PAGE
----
Maximizing Childcare Center Income: Calculating Full-Time Equivalency

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Increasing your childcare business revenue means more than increasing enrollment numbers. In order to maximize profits, you need to know the Full-Time Equivalency (FTE) of enrolled students.

Simply put, the higher your Full-Time Equivalency, the more profitable your business. It is the difference between your finances being a guessing game and being able to create a financial forecast.

In addition to getting clear about your finances, calculating the Full-Time Equivalency also can help you:

  • Analyze strengths and weaknesses in your current enrollment and scheduling procedures.
  • Identify resources and staff needed to cover your day-to-day operations.
  • Guide your future enrollment goals and marketing strategies.

Case Study: How Full-Time Equivalency Impacts Profitability

An Honest Buck client named Katherine is the Owner and Managing Director of a daycare center in Seattle.

Katherine ran a modest marketing campaign that helped her increase enrollment numbers from 42 to 59 children a 40 percent increase in enrollment and a huge success!

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Naturally, she expected to see a substantial increase in cash flow from her higher enrollment numbers. When the enrollment revenue started coming in, she was disappointed to learn that the profit wasn't what she expected at all.

To help Katherine understand the lack of a noticeable financial increase, we took a closer look at her daycare enrollment and operation numbers to figure out the daycare's Full-Time Equivalency.

Katherine's daycare data:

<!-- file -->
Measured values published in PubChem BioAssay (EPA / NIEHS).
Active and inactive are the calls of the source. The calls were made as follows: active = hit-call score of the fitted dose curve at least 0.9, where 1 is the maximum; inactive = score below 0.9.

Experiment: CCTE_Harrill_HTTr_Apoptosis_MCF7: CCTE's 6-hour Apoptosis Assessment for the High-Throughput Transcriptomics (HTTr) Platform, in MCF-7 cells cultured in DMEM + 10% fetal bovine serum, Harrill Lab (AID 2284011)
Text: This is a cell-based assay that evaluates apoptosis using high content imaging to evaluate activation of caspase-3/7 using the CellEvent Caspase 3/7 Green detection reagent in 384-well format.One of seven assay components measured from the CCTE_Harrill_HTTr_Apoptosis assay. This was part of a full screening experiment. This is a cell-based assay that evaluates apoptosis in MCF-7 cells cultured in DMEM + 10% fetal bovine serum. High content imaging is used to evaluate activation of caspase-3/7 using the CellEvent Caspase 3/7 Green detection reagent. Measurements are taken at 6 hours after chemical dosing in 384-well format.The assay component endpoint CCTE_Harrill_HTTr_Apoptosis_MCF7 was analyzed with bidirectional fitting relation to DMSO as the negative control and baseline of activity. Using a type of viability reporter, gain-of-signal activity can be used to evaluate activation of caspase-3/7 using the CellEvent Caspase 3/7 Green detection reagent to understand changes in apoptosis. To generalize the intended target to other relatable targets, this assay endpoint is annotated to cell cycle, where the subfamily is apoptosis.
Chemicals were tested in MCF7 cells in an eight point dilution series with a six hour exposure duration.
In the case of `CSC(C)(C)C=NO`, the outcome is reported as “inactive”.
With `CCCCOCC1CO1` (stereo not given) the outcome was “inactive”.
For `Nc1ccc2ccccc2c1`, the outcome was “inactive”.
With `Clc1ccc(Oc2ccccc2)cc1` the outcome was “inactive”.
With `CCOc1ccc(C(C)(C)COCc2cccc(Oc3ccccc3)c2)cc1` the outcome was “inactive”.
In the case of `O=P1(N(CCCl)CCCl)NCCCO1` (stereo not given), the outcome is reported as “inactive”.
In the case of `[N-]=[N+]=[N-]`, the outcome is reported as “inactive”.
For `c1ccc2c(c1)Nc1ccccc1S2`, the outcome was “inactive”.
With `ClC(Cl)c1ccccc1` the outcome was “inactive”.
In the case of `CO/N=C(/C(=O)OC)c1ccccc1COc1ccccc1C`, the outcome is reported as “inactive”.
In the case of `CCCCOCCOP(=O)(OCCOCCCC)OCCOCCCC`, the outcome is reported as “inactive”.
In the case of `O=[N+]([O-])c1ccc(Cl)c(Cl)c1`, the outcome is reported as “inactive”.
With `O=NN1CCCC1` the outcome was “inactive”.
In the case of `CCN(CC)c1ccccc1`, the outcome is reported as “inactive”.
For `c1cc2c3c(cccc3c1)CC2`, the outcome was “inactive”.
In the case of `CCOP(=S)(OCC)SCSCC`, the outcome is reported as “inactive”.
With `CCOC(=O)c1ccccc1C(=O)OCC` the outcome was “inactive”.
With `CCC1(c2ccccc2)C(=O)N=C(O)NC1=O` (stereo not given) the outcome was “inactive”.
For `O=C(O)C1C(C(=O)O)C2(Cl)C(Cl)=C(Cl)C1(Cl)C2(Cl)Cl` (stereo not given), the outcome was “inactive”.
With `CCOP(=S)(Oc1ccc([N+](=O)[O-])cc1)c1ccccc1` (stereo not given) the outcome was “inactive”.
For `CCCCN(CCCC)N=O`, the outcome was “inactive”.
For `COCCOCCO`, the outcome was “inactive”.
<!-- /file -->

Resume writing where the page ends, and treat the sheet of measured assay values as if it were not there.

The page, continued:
• Total hours the facility is open, per week: 40
  • Total children enrolled: 59
  • Enrolled full-time children: 27
  • Enrolled part-time children: 32
  • Average hours part-time children attend, per week: 25
    (total hours part-time children attend divided by the total number of part-time children)
  • Maximum number of children the center can support (typically the license capacity): 80
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We calculated the part-time and full-time ratio using the daycare center data with the FTE formula. We learned that her Full-Time FTE Ratio is 47.

Even though Katherine's total enrollment numbers increased 40%, from 42 to 59 students, her Full-Time Equivalency enrollment only went up by 12%, from 42 to 47 students.

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The 17 additional students brought in through the marketing campaign only resulted in the full-time equivalent of 5 full-time students.

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In other words, Katherine's original enrollment only technically increased by 5 students based on the Full-Time Equivalency.

Determining Maximum Headcount

Katherine also wanted to know the maximum full-time “equivalent” children she could support considering her license capacity.We used this formula and divided her Full-time FTE (47) by the maximum number of children she can enroll (80) to get an FTE ratio of 58.75%.